National Women in Engineering Day has been set up by the Women’s Engineering Society (WES) to celebrate its 95th anniversary. The aim is to celebrate the work that women do in engineering, and to showcase the great engineering careers that are available for girls.
Bechtel has issued a call for companies to work with schools, identify role models and foster a working environment to help increase the number of women engineers.
Aecom is doing just that and will today present at an event at Solihull College to encourage female recruitment in the sector.
And WSP has published the results of a poll of its female workforce identifying potential barriers to female recruitment.
According to Bechtel, only 6% of the UK engineering workforce is female. Aecom says the figure is 7%. According to WSP the figure is 8.7%.
In any case, all three regards themselves as having an above average gender balance.
Out of Aecom’s 4221 employees (permanent and temporary) in the UK and Ireland, 1122 (27%) are female and, of these, 780 (69%) are engineers. In addition, 22% of places on leadership training courses in the year ending 31 May 2014 have been filled by females.
At WSP more than 20% of the engineering workforce is female and a high proportion are in the early stages of their career. 43% of female engineers of a recent internal survey were graduate rank and below, suggesting the number of women entering the industry is increasing.
WSP’s survey of female engineers also found that:
- 49% think that educating teachers and careers advisers about engineering as a career will attract young girls into an engineering career
- 64% had engineering and science mentioned as a career choice at school
- 60% said there were no barriers to women entering the profession
- 65% say their gender does not limit their career progression
- 30% said there are fewer female engineers than males because they do not have the right qualifications.
Bechtel says that 25% of its UK workforce is female, including 14% of its engineering population.
In an open letter to mark National Women in Engineering Day, Peter Dawson, president of civil infrastructure at Bechtel, says: “According to the recent CBI report Engineering Our Future, women make up 46% of the UK workforce, but only around 15% of the core STEM (Science, Technology, Engineering, and Mathematics) workforce, which seems to be a missed opportunity for women and businesses alike. Women are particularly under-represented in engineering, as only 6% of the UK engineering workforce is female. Creating an inclusive environment in the workplace has shown us that diverse teams get better results and is good for business. For example, working with our colleagues at Crossrail, we have found that the more diverse the team, the better they perform.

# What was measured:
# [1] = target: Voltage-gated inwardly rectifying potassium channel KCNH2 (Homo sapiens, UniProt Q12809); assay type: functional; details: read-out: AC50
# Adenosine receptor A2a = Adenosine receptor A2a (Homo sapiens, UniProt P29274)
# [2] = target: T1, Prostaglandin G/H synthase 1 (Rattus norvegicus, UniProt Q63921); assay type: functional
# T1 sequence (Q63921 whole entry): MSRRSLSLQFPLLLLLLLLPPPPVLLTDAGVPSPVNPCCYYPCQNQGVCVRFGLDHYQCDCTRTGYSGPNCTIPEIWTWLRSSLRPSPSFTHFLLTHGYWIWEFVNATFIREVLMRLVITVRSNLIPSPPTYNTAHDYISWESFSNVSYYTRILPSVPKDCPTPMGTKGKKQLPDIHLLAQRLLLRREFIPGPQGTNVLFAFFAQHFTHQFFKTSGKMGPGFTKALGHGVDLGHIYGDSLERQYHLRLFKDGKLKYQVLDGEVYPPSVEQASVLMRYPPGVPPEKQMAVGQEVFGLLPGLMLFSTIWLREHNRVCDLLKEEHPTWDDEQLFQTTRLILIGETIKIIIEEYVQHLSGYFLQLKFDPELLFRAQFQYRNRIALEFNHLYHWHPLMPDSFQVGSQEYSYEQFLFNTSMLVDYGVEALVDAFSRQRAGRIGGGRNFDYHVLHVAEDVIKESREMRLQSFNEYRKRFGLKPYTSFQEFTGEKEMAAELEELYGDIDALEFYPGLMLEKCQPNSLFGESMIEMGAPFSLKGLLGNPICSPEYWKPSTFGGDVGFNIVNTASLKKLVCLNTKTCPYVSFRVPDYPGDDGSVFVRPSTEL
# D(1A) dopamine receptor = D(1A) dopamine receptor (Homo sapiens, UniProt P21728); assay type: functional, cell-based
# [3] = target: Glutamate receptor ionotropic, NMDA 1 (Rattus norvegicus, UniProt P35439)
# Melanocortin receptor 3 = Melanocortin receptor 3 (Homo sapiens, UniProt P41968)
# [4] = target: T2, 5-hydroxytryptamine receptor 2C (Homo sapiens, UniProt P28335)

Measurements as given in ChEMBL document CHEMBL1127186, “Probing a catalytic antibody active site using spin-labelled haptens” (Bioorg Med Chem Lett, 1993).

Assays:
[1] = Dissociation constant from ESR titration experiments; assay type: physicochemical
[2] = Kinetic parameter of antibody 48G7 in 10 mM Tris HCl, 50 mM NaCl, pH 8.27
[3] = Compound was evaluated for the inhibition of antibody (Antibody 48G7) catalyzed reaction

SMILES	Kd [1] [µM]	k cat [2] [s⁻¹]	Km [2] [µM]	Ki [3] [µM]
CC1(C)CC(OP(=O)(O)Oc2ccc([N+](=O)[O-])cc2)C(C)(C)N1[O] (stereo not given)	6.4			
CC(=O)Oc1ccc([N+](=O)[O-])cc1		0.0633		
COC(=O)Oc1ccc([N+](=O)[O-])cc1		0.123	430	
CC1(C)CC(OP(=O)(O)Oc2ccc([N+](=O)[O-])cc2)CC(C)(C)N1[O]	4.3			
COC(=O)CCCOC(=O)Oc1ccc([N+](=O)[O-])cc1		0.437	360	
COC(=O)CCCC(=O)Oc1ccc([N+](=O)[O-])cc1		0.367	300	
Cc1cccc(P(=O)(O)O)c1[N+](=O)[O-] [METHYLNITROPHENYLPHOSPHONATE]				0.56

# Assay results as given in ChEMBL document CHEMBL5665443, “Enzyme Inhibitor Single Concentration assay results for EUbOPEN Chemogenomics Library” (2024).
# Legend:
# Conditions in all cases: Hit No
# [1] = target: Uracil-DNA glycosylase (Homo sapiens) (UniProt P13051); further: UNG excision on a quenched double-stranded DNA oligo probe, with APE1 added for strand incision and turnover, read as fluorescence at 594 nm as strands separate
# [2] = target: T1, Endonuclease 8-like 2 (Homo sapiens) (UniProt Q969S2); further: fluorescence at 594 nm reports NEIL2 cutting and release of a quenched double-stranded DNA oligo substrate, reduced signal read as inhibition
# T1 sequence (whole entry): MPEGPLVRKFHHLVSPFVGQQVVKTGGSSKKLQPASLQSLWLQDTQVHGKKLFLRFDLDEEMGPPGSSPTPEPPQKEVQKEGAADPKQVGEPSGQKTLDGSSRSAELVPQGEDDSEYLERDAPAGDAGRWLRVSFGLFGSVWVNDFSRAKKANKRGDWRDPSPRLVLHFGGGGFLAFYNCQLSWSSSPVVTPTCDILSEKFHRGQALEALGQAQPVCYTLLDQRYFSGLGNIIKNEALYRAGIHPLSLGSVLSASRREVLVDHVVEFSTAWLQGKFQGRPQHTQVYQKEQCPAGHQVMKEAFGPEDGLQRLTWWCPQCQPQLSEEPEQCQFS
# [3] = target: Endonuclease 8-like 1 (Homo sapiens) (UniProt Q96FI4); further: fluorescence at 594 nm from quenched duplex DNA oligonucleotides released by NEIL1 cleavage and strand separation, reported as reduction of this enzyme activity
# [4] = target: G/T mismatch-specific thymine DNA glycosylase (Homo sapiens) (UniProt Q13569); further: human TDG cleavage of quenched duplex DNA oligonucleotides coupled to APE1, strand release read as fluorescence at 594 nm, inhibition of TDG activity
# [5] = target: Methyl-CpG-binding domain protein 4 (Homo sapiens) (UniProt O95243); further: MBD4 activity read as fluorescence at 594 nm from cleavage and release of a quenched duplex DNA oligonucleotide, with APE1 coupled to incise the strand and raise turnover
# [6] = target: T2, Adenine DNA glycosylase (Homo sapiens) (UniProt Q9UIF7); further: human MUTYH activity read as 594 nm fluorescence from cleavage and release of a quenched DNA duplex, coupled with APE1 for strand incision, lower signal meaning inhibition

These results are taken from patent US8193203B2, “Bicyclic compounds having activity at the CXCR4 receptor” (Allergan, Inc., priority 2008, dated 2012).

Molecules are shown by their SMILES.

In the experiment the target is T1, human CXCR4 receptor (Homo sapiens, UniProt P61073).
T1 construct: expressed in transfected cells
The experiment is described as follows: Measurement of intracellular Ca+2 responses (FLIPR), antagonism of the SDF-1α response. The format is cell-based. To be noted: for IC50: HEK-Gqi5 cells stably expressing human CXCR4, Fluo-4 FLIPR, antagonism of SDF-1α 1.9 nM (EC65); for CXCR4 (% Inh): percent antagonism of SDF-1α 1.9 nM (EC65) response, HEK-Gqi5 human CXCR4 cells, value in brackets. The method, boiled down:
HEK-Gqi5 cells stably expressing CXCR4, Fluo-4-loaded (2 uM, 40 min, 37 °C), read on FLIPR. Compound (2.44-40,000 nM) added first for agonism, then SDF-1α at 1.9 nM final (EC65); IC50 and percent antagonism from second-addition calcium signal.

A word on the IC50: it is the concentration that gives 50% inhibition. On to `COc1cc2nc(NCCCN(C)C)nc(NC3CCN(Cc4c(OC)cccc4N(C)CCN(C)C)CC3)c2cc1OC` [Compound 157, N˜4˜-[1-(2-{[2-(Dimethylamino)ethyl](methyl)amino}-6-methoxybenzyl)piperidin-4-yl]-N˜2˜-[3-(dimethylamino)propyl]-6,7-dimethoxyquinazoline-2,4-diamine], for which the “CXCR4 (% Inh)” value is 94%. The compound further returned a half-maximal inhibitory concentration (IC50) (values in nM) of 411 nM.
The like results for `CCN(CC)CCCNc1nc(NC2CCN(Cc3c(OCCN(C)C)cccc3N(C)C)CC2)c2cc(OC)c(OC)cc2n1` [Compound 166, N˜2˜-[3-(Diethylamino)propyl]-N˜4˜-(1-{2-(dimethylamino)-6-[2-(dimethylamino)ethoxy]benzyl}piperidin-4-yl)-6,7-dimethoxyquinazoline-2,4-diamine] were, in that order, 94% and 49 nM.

“One quarter of our UK workforce at Bechtel is female, including 14% of our engineering population. While we could take comfort that this ratio is greater than the national average of 6%, we do not. We recognise that we need to do more to foster equality, and to showcase the great opportunities that a career in engineering can offer both men and women.
“Encouraging more STEM teaching in UK schools is the first step to raising the number of female engineers and as a supporter of the government’s Your Life campaign, to boost the numbers of women in engineering and technology, we have pledged to hold 24 outreach events this year at schools and universities across the country. We are also working in collaboration with our customers, like Crossrail and Transport for London, as well as the supply chain to engage in this effort.
“However, creating a gender-diverse environment and increasing the number of female engineers involves more than just STEM. It is also about helping women to feel accepted and comfortable in a traditionally male-oriented sector. We have a company group focused on gender diversity which involves both women and men, and we are rolling out training to raise awareness of unconscious bias which continues to permeate the industry. This is already resulting in people having much more constructive conversations about specific actions we can take to improve inclusivity.
“I believe that we should all feel a personal responsibility to address this challenge. Every company needs to act. Positive steps can include working with schools, identifying role models, and fostering a working environment that helps people of all backgrounds to flourish. Our industry will only benefit as a result.”
For more details of National Women in Engineering Day, see www.nwed.org.uk.